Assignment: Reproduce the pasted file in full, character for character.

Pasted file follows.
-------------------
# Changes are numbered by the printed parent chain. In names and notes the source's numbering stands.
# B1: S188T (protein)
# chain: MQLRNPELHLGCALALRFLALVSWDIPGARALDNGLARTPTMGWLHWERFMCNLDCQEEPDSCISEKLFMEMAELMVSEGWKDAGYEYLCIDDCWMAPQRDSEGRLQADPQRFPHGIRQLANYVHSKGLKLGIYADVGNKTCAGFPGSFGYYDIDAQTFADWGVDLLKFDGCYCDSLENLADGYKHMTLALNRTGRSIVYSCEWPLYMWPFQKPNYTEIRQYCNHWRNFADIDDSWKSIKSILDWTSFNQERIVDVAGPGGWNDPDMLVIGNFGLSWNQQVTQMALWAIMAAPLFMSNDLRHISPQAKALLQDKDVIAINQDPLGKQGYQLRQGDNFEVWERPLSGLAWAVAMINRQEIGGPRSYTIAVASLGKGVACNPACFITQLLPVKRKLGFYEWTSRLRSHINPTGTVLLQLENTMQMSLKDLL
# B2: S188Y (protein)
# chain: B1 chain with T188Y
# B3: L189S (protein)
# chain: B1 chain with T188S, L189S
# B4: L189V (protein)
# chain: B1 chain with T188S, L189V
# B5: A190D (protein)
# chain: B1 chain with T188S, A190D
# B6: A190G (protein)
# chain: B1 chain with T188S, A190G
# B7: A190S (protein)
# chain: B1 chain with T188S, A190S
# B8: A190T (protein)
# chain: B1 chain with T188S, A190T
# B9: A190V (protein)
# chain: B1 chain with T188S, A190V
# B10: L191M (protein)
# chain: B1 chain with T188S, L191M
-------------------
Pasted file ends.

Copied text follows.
# Changes are numbered by the printed parent chain. In names and notes the source's numbering stands.
# B1: S188T (protein)
# chain: MQLRNPELHLGCALALRFLALVSWDIPGARALDNGLARTPTMGWLHWERFMCNLDCQEEPDSCISEKLFMEMAELMVSEGWKDAGYEYLCIDDCWMAPQRDSEGRLQADPQRFPHGIRQLANYVHSKGLKLGIYADVGNKTCAGFPGSFGYYDIDAQTFADWGVDLLKFDGCYCDSLENLADGYKHMTLALNRTGRSIVYSCEWPLYMWPFQKPNYTEIRQYCNHWRNFADIDDSWKSIKSILDWTSFNQERIVDVAGPGGWNDPDMLVIGNFGLSWNQQVTQMALWAIMAAPLFMSNDLRHISPQAKALLQDKDVIAINQDPLGKQGYQLRQGDNFEVWERPLSGLAWAVAMINRQEIGGPRSYTIAVASLGKGVACNPACFITQLLPVKRKLGFYEWTSRLRSHINPTGTVLLQLENTMQMSLKDLL
# B2: S188Y (protein)
# chain: B1 chain with T188Y
# B3: L189S (protein)
# chain: B1 chain with T188S, L189S
# B4: L189V (protein)
# chain: B1 chain with T188S, L189V
# B5: A190D (protein)
# chain: B1 chain with T188S, A190D
# B6: A190G (protein)
# chain: B1 chain with T188S, A190G
# B7: A190S (protein)
# chain: B1 chain with T188S, A190S
# B8: A190T (protein)
# chain: B1 chain with T188S, A190T
# B9: A190V (protein)
# chain: B1 chain with T188S, A190V
# B10: L191M (protein)
# chain: B1 chain with T188S, L191M